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GM contamination across the landscape

Ensuring the purity of conventional crops grown in the vicinity of genetically modified (GM) crops depends on understanding both short and long distance pollen flows. New research shows that current guidelines on the safe isolation distances for GM maize may not adequately prevent cross pollination of conventional crops.

Contamination of conventional crops can occur where GM pollen cross-fertilises non-GM maize. The proportion of cross-contaminated seeds in the conventional field is the 'impurity rate' for that crop. Under European Union rules1, if the accidental proportion of GM to non-GM seeds exceeds 0.9 per cent then the crop must be reclassified and labelled as GM. Existing safe distances were largely established using 'paired field' comparisons, where contamination from a GM field is measured in a specific nearby field. The distances between the two 'paired' fields can then be adjusted to determine a 'safe' distance between fields. However, on a landscape level, other GM or non-GM maize crops in the vicinity may have an effect on pollen flow.

French researchers modelled the spread of pollen in a landscape containing a patchwork of GM and non-GM maize fields, as well as other non-maize fields. By taking into account the pattern of both short and long distance dispersal of GM pollen, the study explored the additional impact of more distant GM maize fields (i.e. not the closest GM field) on the impurity rate of the non-GM maize. For comparison, the impurity rates in a conventional field were also calculated using only the distance to the closest GM field.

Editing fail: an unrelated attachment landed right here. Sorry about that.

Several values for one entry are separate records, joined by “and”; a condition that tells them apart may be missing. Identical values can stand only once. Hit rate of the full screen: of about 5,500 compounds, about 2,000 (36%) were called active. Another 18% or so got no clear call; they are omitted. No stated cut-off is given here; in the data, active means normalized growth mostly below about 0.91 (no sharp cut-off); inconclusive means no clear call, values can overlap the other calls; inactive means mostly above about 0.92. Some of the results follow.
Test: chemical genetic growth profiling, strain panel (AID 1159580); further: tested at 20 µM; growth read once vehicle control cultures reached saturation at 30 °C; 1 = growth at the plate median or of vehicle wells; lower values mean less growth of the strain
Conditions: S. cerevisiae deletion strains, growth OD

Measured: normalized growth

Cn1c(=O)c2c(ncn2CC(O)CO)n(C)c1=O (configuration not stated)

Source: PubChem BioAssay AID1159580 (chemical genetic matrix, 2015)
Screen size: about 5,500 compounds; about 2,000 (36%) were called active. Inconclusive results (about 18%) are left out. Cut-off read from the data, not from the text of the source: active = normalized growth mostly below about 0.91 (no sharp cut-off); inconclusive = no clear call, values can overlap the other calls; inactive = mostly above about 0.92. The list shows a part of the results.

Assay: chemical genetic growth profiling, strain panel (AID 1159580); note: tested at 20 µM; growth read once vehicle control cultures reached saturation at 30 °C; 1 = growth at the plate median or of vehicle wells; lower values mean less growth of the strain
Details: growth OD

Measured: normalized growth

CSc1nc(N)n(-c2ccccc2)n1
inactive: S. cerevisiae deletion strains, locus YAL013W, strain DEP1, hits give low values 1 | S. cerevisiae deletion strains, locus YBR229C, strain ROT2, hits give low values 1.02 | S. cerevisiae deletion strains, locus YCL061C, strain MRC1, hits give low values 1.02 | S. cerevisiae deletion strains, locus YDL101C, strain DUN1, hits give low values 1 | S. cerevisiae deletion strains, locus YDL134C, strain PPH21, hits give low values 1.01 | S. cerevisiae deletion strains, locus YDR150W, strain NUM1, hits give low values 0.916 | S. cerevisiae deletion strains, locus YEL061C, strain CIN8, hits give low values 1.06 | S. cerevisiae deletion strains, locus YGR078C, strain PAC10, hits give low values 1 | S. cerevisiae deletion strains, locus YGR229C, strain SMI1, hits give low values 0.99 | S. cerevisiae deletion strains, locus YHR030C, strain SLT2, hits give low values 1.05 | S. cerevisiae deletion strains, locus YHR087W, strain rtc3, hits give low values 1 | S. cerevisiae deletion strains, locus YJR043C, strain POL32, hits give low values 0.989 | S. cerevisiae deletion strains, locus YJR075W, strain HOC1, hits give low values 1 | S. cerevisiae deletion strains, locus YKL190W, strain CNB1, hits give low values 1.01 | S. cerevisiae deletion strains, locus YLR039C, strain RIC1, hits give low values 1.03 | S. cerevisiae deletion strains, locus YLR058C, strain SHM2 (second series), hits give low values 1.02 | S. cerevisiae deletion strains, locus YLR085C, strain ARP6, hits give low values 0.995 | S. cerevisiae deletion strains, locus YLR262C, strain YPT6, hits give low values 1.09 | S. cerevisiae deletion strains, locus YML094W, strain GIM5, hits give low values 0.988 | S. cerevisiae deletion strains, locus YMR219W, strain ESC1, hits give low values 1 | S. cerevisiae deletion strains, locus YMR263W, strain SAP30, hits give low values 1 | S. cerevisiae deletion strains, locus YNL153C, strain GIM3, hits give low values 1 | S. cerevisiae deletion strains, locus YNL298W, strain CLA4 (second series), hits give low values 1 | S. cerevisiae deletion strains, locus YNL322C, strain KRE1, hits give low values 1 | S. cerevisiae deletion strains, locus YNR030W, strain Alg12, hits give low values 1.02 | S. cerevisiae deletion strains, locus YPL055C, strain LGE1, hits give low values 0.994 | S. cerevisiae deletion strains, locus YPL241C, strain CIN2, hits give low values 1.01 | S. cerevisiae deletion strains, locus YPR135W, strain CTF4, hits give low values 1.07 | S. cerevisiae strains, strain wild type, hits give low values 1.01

Overall, the study showed that pollen from GM fields closest to conventional fields and the size of the conventionally planted fields have the greatest impact on the degree of contamination. However, as the proportion of GM maize to non-GM maize increases within the landscape, the impurity rate of conventional fields also increases. This increase was caused by long distance pollination from GM fields further from the conventional fields and suggests that if GM maize becomes more widely adopted by farmers, then existing models will underestimate the 'safe' distance between GM and non-GM crops. Importantly, the level of underestimation increased as more GM maize was included in the modelled landscape and when the isolation distance between GM and non-GM fields increased.

The researchers therefore suggest that, as long-distance dispersal of GM pollen can contaminate fields of non-GM crops and potentially raise the impurity rate above 0.9 per cent, pollen from all GM fields in the landscape needs be considered when setting isolation distances between fields of GM and non-GM crops. Further research is required to determine how to model these effects at the landscape level.